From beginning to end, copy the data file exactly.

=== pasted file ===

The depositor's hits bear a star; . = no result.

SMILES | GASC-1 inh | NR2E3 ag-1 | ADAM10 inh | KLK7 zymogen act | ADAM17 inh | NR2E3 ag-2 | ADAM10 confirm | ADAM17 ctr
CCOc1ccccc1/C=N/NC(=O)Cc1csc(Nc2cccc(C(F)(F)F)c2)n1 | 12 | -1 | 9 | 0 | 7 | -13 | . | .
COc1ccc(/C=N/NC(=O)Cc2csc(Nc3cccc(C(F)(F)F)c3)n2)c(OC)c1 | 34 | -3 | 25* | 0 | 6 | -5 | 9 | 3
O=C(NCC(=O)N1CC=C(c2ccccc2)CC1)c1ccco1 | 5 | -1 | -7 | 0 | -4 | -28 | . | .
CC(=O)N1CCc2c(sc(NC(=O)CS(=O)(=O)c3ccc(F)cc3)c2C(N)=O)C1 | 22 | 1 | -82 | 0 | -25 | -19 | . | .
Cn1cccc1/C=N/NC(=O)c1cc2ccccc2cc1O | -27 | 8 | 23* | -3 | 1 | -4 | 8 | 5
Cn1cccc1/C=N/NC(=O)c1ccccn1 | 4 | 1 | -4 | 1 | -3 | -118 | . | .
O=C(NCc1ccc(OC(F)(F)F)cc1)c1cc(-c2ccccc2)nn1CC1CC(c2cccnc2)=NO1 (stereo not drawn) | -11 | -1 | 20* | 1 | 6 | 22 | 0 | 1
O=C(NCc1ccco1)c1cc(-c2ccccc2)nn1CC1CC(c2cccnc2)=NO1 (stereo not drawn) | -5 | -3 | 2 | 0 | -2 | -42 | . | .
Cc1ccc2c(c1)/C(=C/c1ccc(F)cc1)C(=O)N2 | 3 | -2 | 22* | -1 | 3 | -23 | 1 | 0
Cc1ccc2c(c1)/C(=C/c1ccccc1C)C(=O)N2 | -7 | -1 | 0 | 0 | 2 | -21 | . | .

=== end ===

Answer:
The depositor's hits bear a star; . = no result.

SMILES | GASC-1 inh | NR2E3 ag-1 | ADAM10 inh | KLK7 zymogen act | ADAM17 inh | NR2E3 ag-2 | ADAM10 confirm | ADAM17 ctr
CCOc1ccccc1/C=N/NC(=O)Cc1csc(Nc2cccc(C(F)(F)F)c2)n1 | 12 | -1 | 9 | 0 | 7 | -13 | . | .
COc1ccc(/C=N/NC(=O)Cc2csc(Nc3cccc(C(F)(F)F)c3)n2)c(OC)c1 | 34 | -3 | 25* | 0 | 6 | -5 | 9 | 3
O=C(NCC(=O)N1CC=C(c2ccccc2)CC1)c1ccco1 | 5 | -1 | -7 | 0 | -4 | -28 | . | .
CC(=O)N1CCc2c(sc(NC(=O)CS(=O)(=O)c3ccc(F)cc3)c2C(N)=O)C1 | 22 | 1 | -82 | 0 | -25 | -19 | . | .
Cn1cccc1/C=N/NC(=O)c1cc2ccccc2cc1O | -27 | 8 | 23* | -3 | 1 | -4 | 8 | 5
Cn1cccc1/C=N/NC(=O)c1ccccn1 | 4 | 1 | -4 | 1 | -3 | -118 | . | .
O=C(NCc1ccc(OC(F)(F)F)cc1)c1cc(-c2ccccc2)nn1CC1CC(c2cccnc2)=NO1 (stereo not drawn) | -11 | -1 | 20* | 1 | 6 | 22 | 0 | 1
O=C(NCc1ccco1)c1cc(-c2ccccc2)nn1CC1CC(c2cccnc2)=NO1 (stereo not drawn) | -5 | -3 | 2 | 0 | -2 | -42 | . | .
Cc1ccc2c(c1)/C(=C/c1ccc(F)cc1)C(=O)N2 | 3 | -2 | 22* | -1 | 3 | -23 | 1 | 0
Cc1ccc2c(c1)/C(=C/c1ccccc1C)C(=O)N2 | -7 | -1 | 0 | 0 | 2 | -21 | . | .